“We are all safer today because the court reaffirmed the principle that bigotry and fear may not be the basis for criminalizing private consensual conduct. Recognizing that Americans are entitled to respect for their private lives, the decision is a ringing endorsement of the principles of individual liberty and freedom from discrimination and bigotry.”
—Glen A. Tobias, national chairman of the Anti-Defamation League and Abraham H. Foxman, ADL national director.

 “Punishing someone for expressing his sexual preference through noncommercial consensual conduct with another adult does not appear to be a worthy way to expend valuable law enforcement resources. Notwithstanding this, I recognize that as a member of this court I am not empowered to help petitioners and others similarly situated.”
—Justice Clarence Thomas, who wrote in a dissent that he would vote to repeal the anti-sodomy law if he were a member of the Texas Legislature.


Sen. Rick Santorum's idiotic statements



Lambda Legal Defense and Education Fund

Amicus briefs in favor of repeal:

  • Constitutional Law Professors, Bruce Ackerman, et al.
  • American Civil Liberties Union and ACLU of Texas
  • Mary Robinson, et al.
  • American Psychological Association, et al.
  • Human Rights Campaign, et al.
  • Republican Unity Coalition and Alan K. Simpson
  • Professors of History, George Chauncey, et al.
  • Alliance of Baptists, et al.
  • Cato Institute
  • National Lesbian and Gay Law Association, et al.
  • NOW Legal Defense and Education Fund
  • Log Cabin Republicans and Liberty Education Reform
  • American Public Health Association, et al.
  • American Bar Association
  • Institute for Justice


State of Texas

Amicus briefs opposed to repeal:

  • Agudath Israel of America

  • Alabama, South Carolina, and Utah

  • American Center for Law and Justice

  • American Family Association, Inc.

  • Center for Arizona Policy and Pro-Family Network

  • Center for Law and Justice International

  • Center for Marriage Law

  • Center for the Original Intent of the Constitution

  • Concerned Women for America

  • First Principles, Inc.

  • Liberty Counsel

  • Public Advocate of United States, et al.

  • Texas Eagle Forum, et al.

  • Texas Legislators, et al.

  • Texas Physicians Resource Council, et al.

Additionally, Focus on the Family and the Family Research Council, two notorious hate groups, claim to have filed an amicus brief, but the Supreme Court does not list it as having been filed. It is here Family Research Council and Focus on the Family.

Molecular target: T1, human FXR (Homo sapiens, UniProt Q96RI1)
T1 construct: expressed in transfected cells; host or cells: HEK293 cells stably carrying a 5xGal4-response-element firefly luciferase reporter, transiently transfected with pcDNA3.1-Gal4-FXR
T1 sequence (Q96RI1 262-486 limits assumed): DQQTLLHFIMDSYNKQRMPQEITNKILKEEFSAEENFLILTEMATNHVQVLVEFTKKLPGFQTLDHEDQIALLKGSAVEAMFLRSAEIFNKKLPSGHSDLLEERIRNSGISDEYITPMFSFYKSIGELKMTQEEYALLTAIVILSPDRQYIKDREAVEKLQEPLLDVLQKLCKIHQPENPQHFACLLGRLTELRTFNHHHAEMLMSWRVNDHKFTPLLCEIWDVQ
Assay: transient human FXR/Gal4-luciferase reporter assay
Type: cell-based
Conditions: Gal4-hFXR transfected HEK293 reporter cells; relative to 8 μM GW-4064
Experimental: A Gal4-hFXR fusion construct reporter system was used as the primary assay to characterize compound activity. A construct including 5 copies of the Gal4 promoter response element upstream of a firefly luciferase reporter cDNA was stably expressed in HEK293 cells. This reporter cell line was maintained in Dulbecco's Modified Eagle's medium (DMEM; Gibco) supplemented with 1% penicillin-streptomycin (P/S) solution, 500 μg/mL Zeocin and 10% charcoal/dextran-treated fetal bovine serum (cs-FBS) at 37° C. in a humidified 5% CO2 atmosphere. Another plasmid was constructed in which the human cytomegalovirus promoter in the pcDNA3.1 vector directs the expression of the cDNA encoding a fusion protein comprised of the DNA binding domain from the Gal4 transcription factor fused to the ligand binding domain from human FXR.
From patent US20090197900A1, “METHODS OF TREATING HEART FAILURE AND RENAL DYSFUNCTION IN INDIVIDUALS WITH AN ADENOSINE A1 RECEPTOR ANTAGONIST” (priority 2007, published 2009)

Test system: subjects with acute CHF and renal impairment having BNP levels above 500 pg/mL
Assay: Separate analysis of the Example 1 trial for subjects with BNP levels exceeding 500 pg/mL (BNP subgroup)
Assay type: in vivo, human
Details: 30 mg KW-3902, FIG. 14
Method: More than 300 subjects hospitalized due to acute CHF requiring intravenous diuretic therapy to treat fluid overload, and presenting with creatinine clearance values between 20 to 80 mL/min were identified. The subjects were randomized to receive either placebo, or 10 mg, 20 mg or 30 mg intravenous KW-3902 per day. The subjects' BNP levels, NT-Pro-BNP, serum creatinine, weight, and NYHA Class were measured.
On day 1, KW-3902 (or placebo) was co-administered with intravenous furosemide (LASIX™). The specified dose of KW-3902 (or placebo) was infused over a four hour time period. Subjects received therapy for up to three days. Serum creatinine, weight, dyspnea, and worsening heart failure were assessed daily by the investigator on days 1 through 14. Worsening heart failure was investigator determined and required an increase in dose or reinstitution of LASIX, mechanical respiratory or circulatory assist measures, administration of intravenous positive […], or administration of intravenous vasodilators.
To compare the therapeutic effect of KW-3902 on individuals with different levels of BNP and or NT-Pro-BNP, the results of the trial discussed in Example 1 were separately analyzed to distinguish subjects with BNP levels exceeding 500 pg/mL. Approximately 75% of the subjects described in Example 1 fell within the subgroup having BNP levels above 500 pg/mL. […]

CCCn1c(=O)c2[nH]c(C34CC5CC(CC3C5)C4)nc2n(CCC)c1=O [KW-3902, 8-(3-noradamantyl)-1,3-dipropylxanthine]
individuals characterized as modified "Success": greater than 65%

The case is number 02-102, and can be tracked on the Court’s web page—

Case Law

United States v. Kenneth M. Bullock, Decision of the Army Court of Criminal Appeals narrowly reversing a conviction for consensual sodomy under UCMJ Art. 125 on Lawrence v. Texas grounds. - November 30, 2004

Lawrence and Garner v. Texas (June 8, 2000)
Majority opinion in PDF format from Lambda Legal:
Desenting opinion in PDF format from Lambda Legal:

Texas Statute

Sec. 21.01. Definitions.

In this chapter:

(1) "Deviate sexual intercourse" means:

(A) any contact between any part of the genitals of one person and the mouth or anus of another person; or

(B) the penetration of the genitals or the anus of another person with an object.

(2) "Sexual contact" means any touching of the anus, breast, or any part of the genitals of another person with intent to arouse or gratify the sexual desire of any person.

(3) "Sexual intercourse" means any penetration of the female sex organ by the male sex organ.

Acts 1973, 63rd Leg., p. 883, ch. 399, Sec. 1, eff. Jan. 1, 1974. Amended by Acts 1979, 66th Leg., p. 373, ch. 168, Sec. 1, eff. Aug. 27, 1979; Acts 1981, 67th Leg., p. 203, ch. 96, Sec. 3, eff. Sept. 1, 1981; Acts 1993, 73rd Leg., ch. 900, Sec. 1.01, eff. Sept. 1, 1994.

Sec. 21.06. Homosexual Conduct.

(a) A person commits an offense if he engages in deviate sexual intercourse with another individual of the same sex.

(b) An offense under this section is a Class C misdemeanor.

Acts 1973, 63rd Leg., p. 883, ch. 399, Sec. 1, eff. Jan. 1, 1974. Amended by Acts 1993, 73rd Leg., ch. 900, Sec. 1.01, eff. Sept. 1, 1994.

The sodomy law map prior to Lawrence v. Texas. All states are now white, ie the sodomy laws are unconstitutional and unenforceable. However, some states still attempt to enforce their laws. See Virginia, Oklahoma, and North Carolina. The U.S. Military enforces its sodomy regulation without regard to Lawrence.